There is so much more to being “aware” of something than simply having the knowledge that it exists.
April is Autism Awareness Month, and today is World Autism Awareness Day. Before I had a child with autism, I probably would have thought, “Oh. Well, I’m already aware of autism. I know someone who has an autistic child. Yay me!”
Now, I realize it’s so much more than that. It’s being open to learning more about and UNDERSTANDING not only what autism is, but how it affects the people diagnosed with it, and their families. It’s understanding that there is a reason they call it the “Autism Spectrum.” Every individual with autism is different from the next. I saw a quote online: “If you’ve met one person with autism…you’ve met ONE PERSON with autism.” No two people with autism have the exact same symptoms, characteristics, or quirks.
Here are just a few things about MY son:
He is 3 1/2 and JUST starting to say approximations of words. He doesn’t say “no” yet, so when he’s unhappy about something or doesn’t want something, he screams at the top of his lungs. He likes to open and close doors. He LOVES water…sink water, bath water, toilet water…ALL WATER. He loves crackers, but he freaks out if he picks one up and it breaks. As in…he won’t eat it. (I’m thinking of inventing the “unbreakable cracker.”) He likes looking at things from a different perspective. He loves being outside. He loves the iPad. He won’t sit in my lap and look through a book (he will look through one on his own, when it’s his idea). He says “Mom” but there doesn’t seem to be any connection between the word itself and me as his Mom. He likes to look at his own hands. He flaps his hands when he’s excited about something. He likes to look at the reflection of lights off of anything. He does strange things that make people stare. He intrigues me. He baffles me. He has intelligence that, in my opinion, is just waiting to get out. He thrives on routine. He is very affectionate when he wants to be. He has a wonderful sense of humor. He smiles a lot. He is very, VERY strong-willed.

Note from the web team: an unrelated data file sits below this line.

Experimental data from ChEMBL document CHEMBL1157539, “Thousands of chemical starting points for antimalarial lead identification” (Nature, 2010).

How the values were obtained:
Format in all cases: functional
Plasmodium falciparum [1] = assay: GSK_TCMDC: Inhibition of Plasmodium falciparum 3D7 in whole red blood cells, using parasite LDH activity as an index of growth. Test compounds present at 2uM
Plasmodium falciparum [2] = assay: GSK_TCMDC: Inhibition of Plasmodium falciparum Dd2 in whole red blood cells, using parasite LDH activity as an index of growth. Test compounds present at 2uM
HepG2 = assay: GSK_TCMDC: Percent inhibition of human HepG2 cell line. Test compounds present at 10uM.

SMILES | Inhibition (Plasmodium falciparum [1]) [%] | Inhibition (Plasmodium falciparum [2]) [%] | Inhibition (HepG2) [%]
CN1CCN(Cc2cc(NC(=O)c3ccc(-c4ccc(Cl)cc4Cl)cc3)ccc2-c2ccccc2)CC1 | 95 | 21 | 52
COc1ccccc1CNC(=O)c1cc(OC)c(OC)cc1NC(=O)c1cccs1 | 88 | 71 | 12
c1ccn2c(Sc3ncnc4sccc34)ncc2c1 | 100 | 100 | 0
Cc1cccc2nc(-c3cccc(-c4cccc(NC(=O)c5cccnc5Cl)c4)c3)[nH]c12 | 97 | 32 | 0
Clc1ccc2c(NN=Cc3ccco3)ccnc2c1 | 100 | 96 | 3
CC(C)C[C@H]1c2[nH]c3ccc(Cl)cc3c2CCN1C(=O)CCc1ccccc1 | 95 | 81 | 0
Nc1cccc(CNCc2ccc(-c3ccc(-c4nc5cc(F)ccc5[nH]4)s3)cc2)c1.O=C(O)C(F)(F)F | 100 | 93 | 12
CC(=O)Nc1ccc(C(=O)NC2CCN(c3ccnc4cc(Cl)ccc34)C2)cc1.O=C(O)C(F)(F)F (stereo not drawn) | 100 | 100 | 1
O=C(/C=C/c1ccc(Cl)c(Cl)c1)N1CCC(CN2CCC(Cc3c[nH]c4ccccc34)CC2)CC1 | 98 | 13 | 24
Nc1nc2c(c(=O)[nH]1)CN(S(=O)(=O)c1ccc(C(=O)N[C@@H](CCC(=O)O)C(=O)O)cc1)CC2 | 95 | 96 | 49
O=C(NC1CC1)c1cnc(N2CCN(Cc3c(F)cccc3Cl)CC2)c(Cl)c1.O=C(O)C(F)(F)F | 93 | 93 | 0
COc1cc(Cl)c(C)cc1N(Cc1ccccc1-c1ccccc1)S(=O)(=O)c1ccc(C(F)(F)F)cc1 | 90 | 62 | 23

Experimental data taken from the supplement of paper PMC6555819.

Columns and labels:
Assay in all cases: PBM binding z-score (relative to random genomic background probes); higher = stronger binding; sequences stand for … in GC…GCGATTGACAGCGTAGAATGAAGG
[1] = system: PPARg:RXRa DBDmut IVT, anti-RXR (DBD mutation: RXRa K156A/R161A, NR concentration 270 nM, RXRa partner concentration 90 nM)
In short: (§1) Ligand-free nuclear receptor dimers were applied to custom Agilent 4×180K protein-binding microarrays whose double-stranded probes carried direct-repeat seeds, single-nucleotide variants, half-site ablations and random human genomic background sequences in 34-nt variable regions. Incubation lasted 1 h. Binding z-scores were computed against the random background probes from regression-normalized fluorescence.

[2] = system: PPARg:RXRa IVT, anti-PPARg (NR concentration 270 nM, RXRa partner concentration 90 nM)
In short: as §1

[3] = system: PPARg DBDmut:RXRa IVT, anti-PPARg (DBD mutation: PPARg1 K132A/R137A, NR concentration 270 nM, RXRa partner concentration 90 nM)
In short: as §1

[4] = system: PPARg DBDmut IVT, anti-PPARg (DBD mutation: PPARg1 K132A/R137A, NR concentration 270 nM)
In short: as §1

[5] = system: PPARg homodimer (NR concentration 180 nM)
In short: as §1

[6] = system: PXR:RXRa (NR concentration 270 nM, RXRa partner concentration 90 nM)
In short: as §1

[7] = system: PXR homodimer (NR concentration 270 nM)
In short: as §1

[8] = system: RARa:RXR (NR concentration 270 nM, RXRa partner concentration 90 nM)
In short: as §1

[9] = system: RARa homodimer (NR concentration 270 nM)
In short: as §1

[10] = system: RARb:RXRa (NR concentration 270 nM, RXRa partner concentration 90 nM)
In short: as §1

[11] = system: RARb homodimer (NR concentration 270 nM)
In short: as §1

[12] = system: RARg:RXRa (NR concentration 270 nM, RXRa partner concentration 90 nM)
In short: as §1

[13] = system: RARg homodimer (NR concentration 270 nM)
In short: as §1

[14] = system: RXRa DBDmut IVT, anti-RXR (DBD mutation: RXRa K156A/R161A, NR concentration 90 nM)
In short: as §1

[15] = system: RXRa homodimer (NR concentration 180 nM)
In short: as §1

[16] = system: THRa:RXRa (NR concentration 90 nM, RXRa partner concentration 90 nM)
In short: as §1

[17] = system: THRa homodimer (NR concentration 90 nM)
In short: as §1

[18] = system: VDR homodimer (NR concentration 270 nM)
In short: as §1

He also has autism. It’s a large part of who he is, but there is a lot more to him. As an e-mail from one of his teachers in his special needs preschool said, “He is always full of surprises.”
The Autism Community is striving for a better understanding of autism by society as a whole. They’re asking that we see them as a PERSON, not just a diagnosis. They want acceptance. They want us to be AWARE.